RWJF Report Examines Health Data Amidst Public Concerns | Healthcare Informatics Magazine | Health IT | Information Technology Skip to content Skip to navigation

RWJF Report Examines Health Data Amidst Public Concerns

April 3, 2015
by Rajiv Leventhal
| Reprints

The Princeton, N.J.-based Robert Wood Johnson Foundation (RWJF) and an independent advisory committee have released a report on health data, offering specific recommendations to better harness the data and address public concerns.

The report, “Data for Health, Learning What Works,” gives an overview of the insights, concerns, and ideas that communities shared during “listening sessions” about how to harness data to improve health. Local leaders, residents, and professionals from a wide range of sectors offered thoughts on what data was important to them for improving health in their communities and what is needed to facilitate useful data sharing. The listening sessions took place in five cities across the country in late 2014, and the information was gathered by a Data for Health advisory committee.

The recommendations outlined by RWJF include improving privacy and security safeguards, educating the public on the value of sharing personal health information and why it is so important, and investing in community data infrastructure. According to the report, innovations, such as Fitbit and Jawbone, as well as Apple’s ResearchKit, present an unparalleled opportunity to harness data to improve health, yet the public’s concerns about privacy, combined with a lack of infrastructure for accessing and protecting their information, pose significant barriers to progress.

“Data moves at the speed of trust,” said David Ross, director of the public health informatics institute and co-chair of the Data for Health advisory committee. “Those are the words we heard from people across the country. As a nation, we need to strike a balance between privacy and the free flow of information.”

What’s more, RWJF has shared the report with various groups to help support data sharing, including the Office of the National Coordinator for Health Information Technology (ONC). In fact, Karen DeSalvo, M.D., National Coordinator for Health IT, participated in four out of five of the listening sessions to gain perspective on the concerns, aspirations, and challenges that communities face in collecting and sharing data. The listening sessions helped establish elements for inclusion in a national consensus agenda and shaped the advisory committee’s recommendations, which fell across these three key areas:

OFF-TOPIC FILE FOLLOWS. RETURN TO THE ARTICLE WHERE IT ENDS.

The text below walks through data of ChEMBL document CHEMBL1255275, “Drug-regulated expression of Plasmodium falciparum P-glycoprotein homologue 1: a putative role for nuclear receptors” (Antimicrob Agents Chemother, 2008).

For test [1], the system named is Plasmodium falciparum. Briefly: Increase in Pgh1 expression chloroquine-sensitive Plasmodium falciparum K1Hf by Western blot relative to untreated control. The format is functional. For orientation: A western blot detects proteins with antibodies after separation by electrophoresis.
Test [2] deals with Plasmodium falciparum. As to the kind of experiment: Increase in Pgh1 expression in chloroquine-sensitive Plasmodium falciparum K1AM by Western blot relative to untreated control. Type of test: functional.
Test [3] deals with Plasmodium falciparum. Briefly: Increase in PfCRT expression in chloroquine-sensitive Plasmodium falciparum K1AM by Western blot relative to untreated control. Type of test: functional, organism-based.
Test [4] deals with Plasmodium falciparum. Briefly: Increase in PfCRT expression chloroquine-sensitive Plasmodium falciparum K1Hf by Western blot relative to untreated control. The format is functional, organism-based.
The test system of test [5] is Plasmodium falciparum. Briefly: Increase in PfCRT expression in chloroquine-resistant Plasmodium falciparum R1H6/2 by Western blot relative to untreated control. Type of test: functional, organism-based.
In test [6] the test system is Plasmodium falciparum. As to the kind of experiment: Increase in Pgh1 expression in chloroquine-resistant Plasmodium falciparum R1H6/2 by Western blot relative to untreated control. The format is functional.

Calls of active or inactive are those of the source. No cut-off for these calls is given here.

• Establish the value of data and communicate the significant public health benefits of capturing and sharing health data.
  • Ensure data privacy and security, and build trust with both individuals and communities before collecting their data.
  • Build community data infrastructures that integrate information on health with social and community services, and support collaboration across sectors.

The report can be seen in its entirety here.



NewYork-Presbyterian, Walgreens Partner on Telemedicine Initiative

NewYork-Presbyterian and Walgreens are collaborating to bring expanded access to NewYork-Presbyterian’s healthcare through new telemedicine services, the two organizations announced this week.

ONC Releases Patient Demographic Data Quality Framework

The Office of the National Coordinator for Health IT (ONC) developed a framework to help health systems, large practices, health information exchanges and payers to improve their patient demographic data quality.

AMIA, Pew Urge Congress to Ensure ONC has Funding to Implement Cures Provisions

The Pew Charitable Trusts and the American Medical Informatics Association (AMIA) have sent a letter to congressional appropriators urging them to ensure that ONC has adequate funding to implement certain 21st Century Cures Act provisions.

Former Michigan Governor to Serve as Chair of DRIVE Health

Former Michigan Governor John Engler will serve as chair of the DRIVE Health Initiative, a campaign aimed at accelerating the U.S. health system's transition to value-based care.

NJ Medical Group Launches Statewide HIE, OneHealth New Jersey

The Medical Society of New Jersey (MSNJ) recently launched OneHealth New Jersey, a statewide health information exchange (HIE) that is now live.

Survey: 70% of Providers Using Off-Premises Computing for Some Applications

A survey conducted by KLAS Research found that 70 percent of healthcare organizations have moved at least some applications or IT infrastructure off-premises.